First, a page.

The federal government has in the past defined involvement in Indigenous health at the federal or provincial/territorial level: “The federal government provides some health services to First Nations on reserve and Inuit, including public health activities, health promotion and the detection and mitigation of hazards to health in the environment” (Health Canada, 2005, p.3).

“The majority of health services available to Inuit, Métis, non-status Indians and status Indians living away from communities are provided by the provinces and territories in the same manner that services are available to all citizens. Some provinces/territories provide innovative, culturally-specific programs and services to meet the particular health needs of First Nations, Inuit and Métis” (Health Canada, 2005, p.7).

In 2017, the federal government embarked on an important restructuration. Indigenous Services Canada was co-created with Crown-Indigenous Relations and Northern Affairs Canada from what was formerly Indigenous and Northern Affairs Canada and the First Nations and Inuit Health Branch of Health Canada. It collaborates with partners in linking First Nations, Inuit and Metis with high quality services (Indigenous Services Canada, 2013, 2018, 2019). As of 2019, the process of transitioning previous programs to Indigenous Services Canada is in progress.


The Yukon Department of Health and Social Services' programs and services are available to both First Nations and non-First Nations residents of Yukon (Government of Yukon, 2018).

The First Nations Health Programs (FNHP) at Whitehorse General Hospital “provide and support compassionate care for First Nations, Inuit and Metis people based on First Nations culture and values” (Yukon Hospital Corporation, 2019). When recipients self-identify, they are linked with available patient support services that include in-hospital patient support, mental health services and complex care discharge plans (Yukon Hospital Corporation, 2018).

The Inuvialuit Final Agreement (1984) was signed by the Inuvialuit and the federal and territorial governments and “provides rights, benefits and compensation in exchange for the interest of the Inuvialuit in the Northwest Territories and Yukon Territory” (National Collaborating Centre for Aboriginal Health, 2011, p. 46). “The agreement established the Inuvialuit Social Development Program, mandated to improve health, education, housing and standards of living of the Inuvialuit. Specific areas of concern include housing, health, welfare, mental health education, elders and the maintenance of traditional practices and perspectives within the Inuvialuit Settlement Region. Canada agrees to provide special funding to contribute to the accomplishment of these social goals by the Inuvialuit. Under this agreement, public health remains an area of territorial jurisdiction” (Indian and Northern Affairs Canada, 1984; National Collaborating Centre for Aboriginal Health, 2011, p. 46).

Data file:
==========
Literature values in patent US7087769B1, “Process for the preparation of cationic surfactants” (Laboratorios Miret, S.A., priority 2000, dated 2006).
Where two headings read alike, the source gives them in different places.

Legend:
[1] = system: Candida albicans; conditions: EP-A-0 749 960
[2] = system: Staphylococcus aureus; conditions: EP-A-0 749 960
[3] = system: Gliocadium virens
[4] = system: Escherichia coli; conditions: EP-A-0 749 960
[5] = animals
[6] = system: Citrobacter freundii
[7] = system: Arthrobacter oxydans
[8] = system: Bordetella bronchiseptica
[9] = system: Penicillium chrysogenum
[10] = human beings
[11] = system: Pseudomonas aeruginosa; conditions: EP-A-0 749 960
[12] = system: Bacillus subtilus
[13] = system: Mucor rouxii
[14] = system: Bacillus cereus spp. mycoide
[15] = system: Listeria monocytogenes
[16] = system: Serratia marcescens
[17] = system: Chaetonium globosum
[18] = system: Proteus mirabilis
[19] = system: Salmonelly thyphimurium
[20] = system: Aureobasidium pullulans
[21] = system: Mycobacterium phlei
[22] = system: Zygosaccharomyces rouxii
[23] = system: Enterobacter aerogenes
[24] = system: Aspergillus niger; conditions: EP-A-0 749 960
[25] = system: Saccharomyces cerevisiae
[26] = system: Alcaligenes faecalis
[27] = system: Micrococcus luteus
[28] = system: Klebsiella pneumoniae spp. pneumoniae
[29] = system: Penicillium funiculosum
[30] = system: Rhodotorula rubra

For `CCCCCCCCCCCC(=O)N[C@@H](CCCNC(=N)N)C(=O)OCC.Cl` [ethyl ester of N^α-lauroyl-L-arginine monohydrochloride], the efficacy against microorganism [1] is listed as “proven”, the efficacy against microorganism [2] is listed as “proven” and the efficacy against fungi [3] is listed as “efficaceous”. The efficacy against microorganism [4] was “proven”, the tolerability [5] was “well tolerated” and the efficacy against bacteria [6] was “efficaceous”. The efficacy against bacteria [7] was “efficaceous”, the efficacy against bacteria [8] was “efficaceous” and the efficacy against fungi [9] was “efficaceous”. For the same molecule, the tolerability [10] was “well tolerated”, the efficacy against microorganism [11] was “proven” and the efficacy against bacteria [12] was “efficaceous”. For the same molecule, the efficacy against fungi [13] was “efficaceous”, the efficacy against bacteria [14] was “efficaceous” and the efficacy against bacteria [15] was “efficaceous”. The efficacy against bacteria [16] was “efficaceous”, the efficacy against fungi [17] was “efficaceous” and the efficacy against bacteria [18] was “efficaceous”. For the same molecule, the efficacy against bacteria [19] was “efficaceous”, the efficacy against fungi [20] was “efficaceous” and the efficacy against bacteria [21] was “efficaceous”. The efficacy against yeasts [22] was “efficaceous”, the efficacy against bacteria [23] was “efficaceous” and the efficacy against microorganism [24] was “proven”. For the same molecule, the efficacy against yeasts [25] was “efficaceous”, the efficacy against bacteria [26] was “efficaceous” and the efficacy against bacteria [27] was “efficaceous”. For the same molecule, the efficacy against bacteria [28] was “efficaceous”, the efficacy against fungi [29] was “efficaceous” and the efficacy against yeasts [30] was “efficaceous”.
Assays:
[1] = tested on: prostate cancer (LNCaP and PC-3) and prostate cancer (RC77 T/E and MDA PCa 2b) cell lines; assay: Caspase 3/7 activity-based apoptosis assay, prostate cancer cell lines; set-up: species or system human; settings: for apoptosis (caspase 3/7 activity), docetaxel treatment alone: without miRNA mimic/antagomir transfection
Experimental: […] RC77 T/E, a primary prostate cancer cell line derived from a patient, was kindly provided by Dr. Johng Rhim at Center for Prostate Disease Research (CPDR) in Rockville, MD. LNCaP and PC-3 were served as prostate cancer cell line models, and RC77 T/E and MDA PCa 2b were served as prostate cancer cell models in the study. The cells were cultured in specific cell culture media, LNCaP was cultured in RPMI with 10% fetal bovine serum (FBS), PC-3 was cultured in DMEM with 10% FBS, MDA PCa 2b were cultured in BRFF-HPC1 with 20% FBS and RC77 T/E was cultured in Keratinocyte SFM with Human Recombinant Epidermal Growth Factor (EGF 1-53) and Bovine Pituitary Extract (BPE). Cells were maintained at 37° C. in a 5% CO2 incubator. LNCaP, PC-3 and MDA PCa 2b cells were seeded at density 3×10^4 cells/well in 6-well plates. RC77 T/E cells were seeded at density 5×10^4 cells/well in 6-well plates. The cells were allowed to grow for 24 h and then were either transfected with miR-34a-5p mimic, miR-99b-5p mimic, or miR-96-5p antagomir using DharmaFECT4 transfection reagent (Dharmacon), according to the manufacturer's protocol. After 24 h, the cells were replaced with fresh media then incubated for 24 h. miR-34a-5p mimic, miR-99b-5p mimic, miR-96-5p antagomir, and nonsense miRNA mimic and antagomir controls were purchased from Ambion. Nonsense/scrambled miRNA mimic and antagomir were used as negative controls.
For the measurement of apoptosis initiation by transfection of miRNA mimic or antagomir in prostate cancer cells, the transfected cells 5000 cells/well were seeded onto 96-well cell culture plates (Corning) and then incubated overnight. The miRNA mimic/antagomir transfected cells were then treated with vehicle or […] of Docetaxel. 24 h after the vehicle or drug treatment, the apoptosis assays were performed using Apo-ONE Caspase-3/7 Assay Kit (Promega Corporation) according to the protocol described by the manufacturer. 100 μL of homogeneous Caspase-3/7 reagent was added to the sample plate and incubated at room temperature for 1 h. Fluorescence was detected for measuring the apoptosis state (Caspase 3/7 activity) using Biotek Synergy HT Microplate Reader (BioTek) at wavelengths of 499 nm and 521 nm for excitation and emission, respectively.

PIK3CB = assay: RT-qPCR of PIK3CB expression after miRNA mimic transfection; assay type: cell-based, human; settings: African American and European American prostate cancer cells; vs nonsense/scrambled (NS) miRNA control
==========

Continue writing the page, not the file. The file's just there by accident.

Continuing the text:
In addition, the Government of Yukon and Yukon First Nations Chiefs signed an intergovernmental declaration in January 2017 that commits to a renewed relationship based on reconciliation and collaboration. The declaration resulted from the first Yukon Forum in 2005 that brought together political leaders of the Government of Yukon, Yukon First Nations governments and the Council of Yukon First Nations under the Cooperation of Governance Act. There will be four Yukon Forums held a year to explore how to work together and develop an approved Joint Priority Action Plan focusing on such items as procurement, resource royalties, infrastructure funding, education, and health and wellness  (Government of Yukon, 2017).

Health legislation in the Yukon contains provisions related to existing self-government agreements and modern treaties, thereby clarifying responsibilities of the territorial government in health only in those areas articulated in these agreements. For example, the Yukon Health Act “stipulates the importance of partnerships with Aboriginal groups and the respect of traditional Aboriginal healing. [However, it] also stipulates that the Yukon Land Claim Agreement or the Yukon First Nation Self-Government Agreement shall prevail in a conflict” (Health Act, 2002, in National Collaborating Centre for Aboriginal Health, 2011, p.29).



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  2. Government of Yukon. (2018). Yukon Health and Social Services. Retrieved from:

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  5. Indian and Northern Affairs Canada. (1984). The Western Arctic Claim the Inuvialuit Final Agreement. Retrieved from:

  6. Indigenous Services Canada. (2013). First Nations and Inuit Health Branch. Retrieved from:

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  11. Yukon Hospital Corporation. (2018). First Nations Patient Support Services. Retrieved from: